England

Rugby World Cup 2019: Where are the England players from?

England squad training Image copyright Getty Images
Image caption England have seen off all-comers so far and have been training hard for the final against South Africa

The hopes of a nation will be decided on Saturday as England take on South Africa in the Rugby World Cup final.

But what is the background of the players in the so-far successful squad?

Facing the Springboks in Yokohama is a group mostly born in the south but which includes players from five other nations.

England's number eight, Billy Vunipola, and his brother, Mako, were born in New Zealand and Australia respectively. They first moved to the UK in 1998 when their father, Fe'ao, played for Pontypool in Wales. They later moved to England.

Joe Cokanasiga was born in Fiji and moved to England when he was three, while his father served in the British Army.

Other players with overseas birthplaces include Sam Underhill, who was born in Ohio in the USA, Willi Heinz, who is from New Zealand, and Manu Tuilagi, who was born in Samoa and came to England as a child to be with his older brothers who were Samoa internationals playing for club sides in the UK.

To qualify to play in the England squad, team members must have been born in or have a parent or grandparent who was born in the country. They would also qualify if they have lived in England for at least three consecutive years.

Overall, 16 of the English-born team members were from either the South East, South West or London, with the remaining 10 from the East Midlands, North West or east of England.

Yorkshire and the Humber, the West Midlands and the North East were the only unrepresented regions.

John Williams, Associate Professor of Sociology at the University of Leicester, said the representation of players across the country was a result of the traditional geography of rugby union and rugby league.

Image copyright Getty Images
Image caption Whether they were born in London, Truro or Samoa, the England players have carried the nations' hopes through the tournament so far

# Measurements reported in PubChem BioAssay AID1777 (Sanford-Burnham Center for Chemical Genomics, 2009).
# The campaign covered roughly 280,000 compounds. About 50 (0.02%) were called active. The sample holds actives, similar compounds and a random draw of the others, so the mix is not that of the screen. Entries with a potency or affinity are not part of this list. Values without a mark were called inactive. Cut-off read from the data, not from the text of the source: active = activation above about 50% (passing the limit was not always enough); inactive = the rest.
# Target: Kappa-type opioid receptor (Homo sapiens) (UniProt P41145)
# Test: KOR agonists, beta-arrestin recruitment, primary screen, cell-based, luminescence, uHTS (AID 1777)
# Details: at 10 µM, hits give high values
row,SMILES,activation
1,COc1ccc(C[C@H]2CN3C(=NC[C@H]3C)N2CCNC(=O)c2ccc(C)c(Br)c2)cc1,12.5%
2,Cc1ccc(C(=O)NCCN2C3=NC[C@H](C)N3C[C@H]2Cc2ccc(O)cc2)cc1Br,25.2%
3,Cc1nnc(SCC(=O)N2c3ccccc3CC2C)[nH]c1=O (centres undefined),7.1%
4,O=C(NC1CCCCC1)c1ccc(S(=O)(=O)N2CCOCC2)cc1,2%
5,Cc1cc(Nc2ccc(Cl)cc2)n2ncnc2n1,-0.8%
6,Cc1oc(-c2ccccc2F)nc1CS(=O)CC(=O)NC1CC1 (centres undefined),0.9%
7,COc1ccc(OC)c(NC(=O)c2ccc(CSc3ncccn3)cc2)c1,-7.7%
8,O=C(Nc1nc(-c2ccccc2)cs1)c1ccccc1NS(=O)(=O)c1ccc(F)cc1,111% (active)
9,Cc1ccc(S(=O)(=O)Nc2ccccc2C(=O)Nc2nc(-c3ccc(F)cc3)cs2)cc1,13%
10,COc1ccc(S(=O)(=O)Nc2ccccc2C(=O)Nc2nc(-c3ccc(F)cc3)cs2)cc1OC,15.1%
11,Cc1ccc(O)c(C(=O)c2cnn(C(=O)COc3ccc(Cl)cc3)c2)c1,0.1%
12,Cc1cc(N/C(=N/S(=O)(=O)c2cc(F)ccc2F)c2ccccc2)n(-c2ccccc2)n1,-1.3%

"In the south, rugby was shaped by ex-public school boys who valued amateurism," he said. "The north of England is where they have professional rugby league."

Before 1995, rugby union players were not allowed to be paid. Prof Williams said this was a throw-back to when union was considered a middle and upper class game, with players being affluent enough not to need an income from the sport.

"People in the north started to play rugby league and saw no reason why players shouldn't be paid," he added, saying this was influenced by the working class backgrounds of league players at the time.

"There are few union clubs in the north that have been able to establish themselves in the recent elite level of the game but clubs have continued to thrive in some of those original southern heartlands."

Image copyright Getty Images
Image caption Owen Farrell, George Ford, Maro Itoje and Jack Singleton all attended the same school

Although born in different areas, four of the team members, Owen Farrell, George Ford, Maro Itoje and Jack Singleton all attended the same school in Hertfordshire.

St George's School, in Harpenden, is a comprehensive school for students aged 11 to 18.

Current head of rugby, Neil Harris, said students would be "incredibly proud" of the players "no matter what happens on Saturday".

"The manner in which they've conducted themselves makes them exceptional role models for our current boys," he added.

Mr Harris said St George's plays rugby during two terms of the year while many independent schools only played it for one.

But it was "just one piece of the jigsaw" that allowed Farrell, Ford, Itoje and Singleton to flourish, he added.

"We do Saturday fixtures from September through to Easter," he said. "For a state school to play so many fixtures, it makes us unique".

Wishing the former students luck in the world cup final, Mr Harris said: "We know they'll work exceptionally hard, they'll give everything."

The team in numbers

Image copyright Getty Images
Image caption The full England squad has a combined weight of 520 stone - about the weight of two adult male hippos

The average (median) age of the full 32-man England squad is 27-and-a-half.

Willi Heinz and Dan Cole are the joint oldest members, at 32, while Tom Curry and Joe Cokanasiga are the joint youngest, aged 21.

The squad has an average of 36 caps per player, with Dan Cole boasting the most - with 94 appearances.

Unsurprisingly, the team isn't small, with an average height of six feet and one inch (186 cm) and an average weight of about 16 stone (103 kg).

Courtney Lawes is the tallest player, standing about five inches above the average at 6ft 6ins (200 cm), while Billy Vunipola brings nearly 20 stone (127 kg) to the field as the heaviest player.

The final: All you need to know

Image copyright Getty Images

Venue: Yokohama International Stadium

Date: Saturday, 2 November

Kick-off: 09:00 GMT

Coverage: Live radio commentary on BBC Radio 5 Live and live text commentary on the BBC Sport website and app.

England team to play South Africa: Elliot Daly; Anthony Watson, Manu Tuilagi, Owen Farrell, Jonny May, George Ford, Ben Youngs; Mako Vunipola, Jamie George, Kyle Sinckler, Maro Itoje, Courtney Lawes, Tom Curry, Sam Underhill, Billy Vunipola

Replacements: Luke Cowan-Dickie, Joe Marler, Dan Cole, George Kruis, Mark Wilson, Ben Spencer, Henry Slade, Jonathan Joseph

Related Topics

More on this story

Related Internet links

The BBC is not responsible for the content of external Internet sites